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Before an offer of employment is made, the employer may not ask any questions about the condition itself, such as how long the applicant has had diabetes, how much medication she takes, or whether anyone else in her family has diabetes.After making a job offer, an employer may ask questions about the applicant's health (including questions about the applicant's disability) and may require a medical examination, as long as all applicants for the same type of job are treated equally (that is, all applicants are asked the same questions and are required to take the same examination).With Type 1 diabetes, the body does not make insulin.With Type 2 diabetes, the more common type, the body does not make or use insulin well.(See "Keeping Medical Information Confidential.") Example 1: An individual applying for a cashier's position at a grocery store voluntarily discloses that she has diabetes and periodically needs to administer insulin and monitor her blood sugar levels.The employer explains that cashiers typically get two 15-minute breaks and 30 minutes for lunch during an eight-hour shift and asks whether she needs an accommodation (for example, more frequent breaks or a longer lunch period).The Americans with Disabilities Act (ADA), which was amended by the ADA Amendments Act of 2008 ("Amendments Act" or "ADAAA"), is a federal law that prohibits discrimination against qualified individuals with disabilities.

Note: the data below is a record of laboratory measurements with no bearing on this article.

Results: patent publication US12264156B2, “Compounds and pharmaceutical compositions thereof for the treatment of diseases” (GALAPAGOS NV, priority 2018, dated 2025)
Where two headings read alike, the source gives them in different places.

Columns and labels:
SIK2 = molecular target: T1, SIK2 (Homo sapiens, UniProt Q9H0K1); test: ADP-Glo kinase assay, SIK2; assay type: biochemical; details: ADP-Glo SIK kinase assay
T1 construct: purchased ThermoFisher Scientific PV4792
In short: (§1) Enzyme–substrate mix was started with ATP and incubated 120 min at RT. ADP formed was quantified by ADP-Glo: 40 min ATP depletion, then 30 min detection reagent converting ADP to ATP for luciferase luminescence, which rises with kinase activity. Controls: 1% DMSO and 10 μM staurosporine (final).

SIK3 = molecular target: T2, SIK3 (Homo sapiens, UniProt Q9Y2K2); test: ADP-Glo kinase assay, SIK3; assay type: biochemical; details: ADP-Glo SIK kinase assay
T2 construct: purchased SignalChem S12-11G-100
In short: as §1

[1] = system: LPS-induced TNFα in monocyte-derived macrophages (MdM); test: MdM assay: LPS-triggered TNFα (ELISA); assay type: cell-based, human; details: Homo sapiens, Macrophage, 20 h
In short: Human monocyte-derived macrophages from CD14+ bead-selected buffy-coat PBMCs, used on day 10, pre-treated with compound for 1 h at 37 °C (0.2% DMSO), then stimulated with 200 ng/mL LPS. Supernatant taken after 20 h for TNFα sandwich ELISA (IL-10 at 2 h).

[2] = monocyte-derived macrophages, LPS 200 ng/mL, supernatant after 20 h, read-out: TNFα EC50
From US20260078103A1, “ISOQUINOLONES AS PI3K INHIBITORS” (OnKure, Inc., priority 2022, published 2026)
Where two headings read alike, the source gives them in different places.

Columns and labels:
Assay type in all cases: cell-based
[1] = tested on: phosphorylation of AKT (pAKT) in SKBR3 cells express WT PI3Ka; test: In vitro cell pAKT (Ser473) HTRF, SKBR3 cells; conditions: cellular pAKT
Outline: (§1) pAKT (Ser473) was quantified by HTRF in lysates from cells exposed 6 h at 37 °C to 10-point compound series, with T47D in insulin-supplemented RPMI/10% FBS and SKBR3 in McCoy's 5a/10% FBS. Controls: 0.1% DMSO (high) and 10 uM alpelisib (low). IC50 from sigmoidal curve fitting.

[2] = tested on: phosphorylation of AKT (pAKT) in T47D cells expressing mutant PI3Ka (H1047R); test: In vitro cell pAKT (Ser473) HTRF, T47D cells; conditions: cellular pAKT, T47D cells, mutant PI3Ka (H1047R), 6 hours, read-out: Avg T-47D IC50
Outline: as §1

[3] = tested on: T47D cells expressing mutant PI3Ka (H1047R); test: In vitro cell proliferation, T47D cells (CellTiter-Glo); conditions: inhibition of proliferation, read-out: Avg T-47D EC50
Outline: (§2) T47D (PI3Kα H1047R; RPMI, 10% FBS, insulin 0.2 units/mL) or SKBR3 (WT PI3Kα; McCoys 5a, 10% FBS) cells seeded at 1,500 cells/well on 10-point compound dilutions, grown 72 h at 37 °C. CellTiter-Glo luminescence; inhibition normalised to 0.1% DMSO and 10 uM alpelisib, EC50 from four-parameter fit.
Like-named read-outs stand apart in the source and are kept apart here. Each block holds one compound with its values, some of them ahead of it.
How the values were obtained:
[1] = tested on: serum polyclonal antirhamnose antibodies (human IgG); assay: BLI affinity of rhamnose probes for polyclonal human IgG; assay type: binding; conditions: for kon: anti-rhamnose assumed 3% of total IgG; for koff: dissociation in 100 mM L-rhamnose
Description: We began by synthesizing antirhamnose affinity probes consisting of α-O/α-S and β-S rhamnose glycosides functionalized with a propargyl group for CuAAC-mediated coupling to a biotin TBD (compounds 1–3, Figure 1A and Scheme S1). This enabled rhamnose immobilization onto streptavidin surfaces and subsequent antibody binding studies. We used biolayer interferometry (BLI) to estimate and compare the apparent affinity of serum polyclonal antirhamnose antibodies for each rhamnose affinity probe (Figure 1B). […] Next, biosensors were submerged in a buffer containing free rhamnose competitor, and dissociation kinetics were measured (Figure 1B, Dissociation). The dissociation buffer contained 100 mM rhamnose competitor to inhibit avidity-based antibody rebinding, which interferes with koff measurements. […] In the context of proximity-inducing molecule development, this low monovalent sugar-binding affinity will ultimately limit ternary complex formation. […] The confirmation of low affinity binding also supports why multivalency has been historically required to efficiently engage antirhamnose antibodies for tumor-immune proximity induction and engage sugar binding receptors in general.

An individual with a past history of diabetes (for example, gestational diabetes) also has a disability within the meaning of the ADA.
When an applicant discloses after receiving a conditional job offer that she has diabetes, an employer may ask the applicant additional questions such as how long she has had diabetes; whether she uses insulin or oral medication; whether and how often she experiences hypoglycemic episodes; and/or whether she will need assistance if her blood sugar level drops while at work.
The employer also may send the applicant for a follow-up medical examination or ask her to submit documentation from her doctor answering questions specifically designed to assess her ability to perform the job's functions safely.
Title I of the ADA covers employment by private employers with 15 or more employees as well as state and local government employers.
Section 501 of the Rehabilitation Act provides similar protections related to federal employment.